In terms of chequebook newcomers, the Chilean Alexis Sanchez looked a very interesting buy indeed, and played an interesting role by scaring the Madrid defenders with his darting runs into spaces on the flanks, and his obvious relish at taking people on. He'll still have to fit into the system, but would probably have played the second leg if he hadn't slipped and injured himself in the warm-up. Eric Abidal played in the left-half position and was probably Barcelona's best player, immaculate and economical with his every touch.
For Real Madrid, Cristiano Ronaldo looked typically ebullient, scored his 100th goal for the club - and with it his first at the Camp Nou - but generally in the second leg he played poorly, over-concerned with trying to humiliate Dani Alves (and failing), running with the ball when he should have passed it, and passing it when he should have run with it. But you can't fault him for trying. The shot that he unleashed in the first half at Victor Valdes, which the excellent keeper somehow pushed up onto the bar, must have been travelling at the speed of light. Valdes also pushed a shot from Ozil past the post when the German should perhaps have done better. Instead of trailing 2-1 at half-time, Real Madrid really should have been 1-3 to the good.
They'll be happy enough about this, and happy enough that in the second leg, the line-up which lost 5-0 to Barcelona in November of 2010 - a game whose scars are yet to heal - only differed in terms of the presence of Fabio Coentrao, a player whose strength and commitment were definitely on show, but who was run ragged by Pedro in the second leg. Don't read too much into that. He looks a very astute signing. Apart from the promising Jose Callejon, who appeared in the first leg, we're going to have to wait a little to see what the others are like.
To end on a statistical round-up, by winning the Supercopa, Pep Guardiola equalled Johan Cruyff's 11 trophies as manager of Barcelona. It took the Dutchman eight seasons to get them, whereas Pep has managed it in three and a bit. The pupil has already surpassed his master. Interestingly, too, the trophy gave Barcelona the 73rd piece of silverware in their history, equalling Real Madrid's haul. As the cliche goes, it's all still to play for.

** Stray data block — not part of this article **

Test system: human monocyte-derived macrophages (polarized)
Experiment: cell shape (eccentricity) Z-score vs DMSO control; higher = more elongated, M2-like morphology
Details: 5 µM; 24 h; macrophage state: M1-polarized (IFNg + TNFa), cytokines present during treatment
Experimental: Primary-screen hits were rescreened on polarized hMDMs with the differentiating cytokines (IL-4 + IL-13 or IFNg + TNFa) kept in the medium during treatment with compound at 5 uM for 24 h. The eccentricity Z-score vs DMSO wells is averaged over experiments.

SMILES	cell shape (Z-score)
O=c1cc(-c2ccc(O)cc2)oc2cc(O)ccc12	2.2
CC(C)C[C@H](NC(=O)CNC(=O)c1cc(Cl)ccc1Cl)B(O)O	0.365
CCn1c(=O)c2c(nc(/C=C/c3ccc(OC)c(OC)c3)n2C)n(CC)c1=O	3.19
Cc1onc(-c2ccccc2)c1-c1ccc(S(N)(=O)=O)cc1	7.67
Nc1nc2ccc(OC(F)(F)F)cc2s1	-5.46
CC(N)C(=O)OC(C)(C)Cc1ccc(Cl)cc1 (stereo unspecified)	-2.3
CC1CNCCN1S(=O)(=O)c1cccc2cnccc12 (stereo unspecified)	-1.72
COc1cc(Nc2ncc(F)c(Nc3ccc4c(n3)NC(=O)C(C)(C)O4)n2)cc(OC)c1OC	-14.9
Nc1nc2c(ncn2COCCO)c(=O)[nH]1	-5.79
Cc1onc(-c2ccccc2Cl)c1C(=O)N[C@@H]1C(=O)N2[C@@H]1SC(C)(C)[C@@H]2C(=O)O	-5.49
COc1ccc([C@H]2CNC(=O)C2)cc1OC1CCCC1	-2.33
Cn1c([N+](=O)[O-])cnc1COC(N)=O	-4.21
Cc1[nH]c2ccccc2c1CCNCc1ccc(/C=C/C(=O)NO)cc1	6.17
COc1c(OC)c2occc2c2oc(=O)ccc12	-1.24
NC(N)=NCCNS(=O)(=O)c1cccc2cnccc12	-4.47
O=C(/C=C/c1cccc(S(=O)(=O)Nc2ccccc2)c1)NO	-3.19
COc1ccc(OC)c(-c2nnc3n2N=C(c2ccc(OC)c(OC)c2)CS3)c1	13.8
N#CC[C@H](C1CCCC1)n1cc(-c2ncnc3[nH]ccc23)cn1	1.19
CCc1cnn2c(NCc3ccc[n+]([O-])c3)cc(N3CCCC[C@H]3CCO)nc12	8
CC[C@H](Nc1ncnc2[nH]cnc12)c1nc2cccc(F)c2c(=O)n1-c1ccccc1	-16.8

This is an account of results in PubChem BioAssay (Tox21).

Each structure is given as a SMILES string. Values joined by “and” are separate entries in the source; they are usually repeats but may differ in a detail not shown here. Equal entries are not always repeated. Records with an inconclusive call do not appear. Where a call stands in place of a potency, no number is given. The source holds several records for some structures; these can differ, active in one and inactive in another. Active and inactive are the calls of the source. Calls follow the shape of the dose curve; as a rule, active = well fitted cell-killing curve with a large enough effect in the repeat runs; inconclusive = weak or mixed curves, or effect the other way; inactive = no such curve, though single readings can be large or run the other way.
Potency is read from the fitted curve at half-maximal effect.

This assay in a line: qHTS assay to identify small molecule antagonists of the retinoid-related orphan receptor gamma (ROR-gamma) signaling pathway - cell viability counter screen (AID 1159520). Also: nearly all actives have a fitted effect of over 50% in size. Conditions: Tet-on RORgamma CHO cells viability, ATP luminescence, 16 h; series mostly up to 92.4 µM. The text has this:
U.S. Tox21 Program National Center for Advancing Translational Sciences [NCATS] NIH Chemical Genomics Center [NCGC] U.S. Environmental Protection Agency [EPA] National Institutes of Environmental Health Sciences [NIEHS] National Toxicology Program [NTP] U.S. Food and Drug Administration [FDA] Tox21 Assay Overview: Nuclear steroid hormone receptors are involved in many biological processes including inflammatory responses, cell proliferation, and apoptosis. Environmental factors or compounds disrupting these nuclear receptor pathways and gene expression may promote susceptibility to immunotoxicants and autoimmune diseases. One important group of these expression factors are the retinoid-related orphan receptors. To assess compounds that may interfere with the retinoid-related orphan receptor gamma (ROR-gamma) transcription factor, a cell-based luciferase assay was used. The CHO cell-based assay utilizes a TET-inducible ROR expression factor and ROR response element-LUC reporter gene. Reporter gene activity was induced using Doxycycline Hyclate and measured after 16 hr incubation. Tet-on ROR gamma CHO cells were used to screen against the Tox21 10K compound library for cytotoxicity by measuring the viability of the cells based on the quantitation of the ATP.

Whatever - in the end it was a great curtain-raiser, despite the melee at the end and despite the fact that the curtain will probably not be raised (more of that in a moment). Not only that, the second leg was witness to a sublime goal by Andres Iniesta, set up by Messi with a piece of skill and vision for which no defender can legislate. Both Khedira and the slowing Carvalho were caught napping by the pass, but it's difficult to criticise. The timing of Iniesta's run was to perfection, and the little chip over the world's best goalkeeper was immaculate. There might not be a better goal this season.
Things went on elsewhere, too! Villarreal surprisingly lost 1-0 at Udinese, and will have to be careful not to mess up their Champions League campaign, on whose potential money their whole campaign is based. If they blow it, the likelihood of retaining Giuseppe Rossi and/or Nilmar will fade even faster.
Off the pitch, the AFE (Spanish players' association) decided to take strike action over the lack of guarantees over players' wages. The inability of the AFE to come to a settlement with the LFP (The League Association) means that this weekend's games, and all friendly games too, have been called off. The strike is actually for the first two weeks of the season, but the two sides will meet on Friday to try to avert the second week happening too. It's too late to save the first weekend unless there is some miraculous last-minute U-turn, and so the world's greatest league (allegedly) may have to find space during a tightly-packed season for two more games, probably during the traditional Christmas break.
The basis of the dispute is that the AFE - backed up by several high-profile internationals, Iker Casillas et al - wants a more constitutional guarantee that players' wages will be paid as per their contracts, whether or not their clubs are in administration or have not a penny to rub together.
The LFP has a fund to guarantee these payments, but the AFE prefers a written agreement regarding the fate of clubs that fail to pay their players. It also wants more punishments to be meted out to clubs who fall into administration, as in other European leagues, so as to deter many of them from seeking an easy way out of their responsibilities. They have a point. At present, 200 players, many but not all them from the lower leagues, are still unpaid, to the collective tune of some €50 million. This will be the fourth strike in the history of La Liga, and the first since 1984.
Not a great start, but in the long run it might be for the better.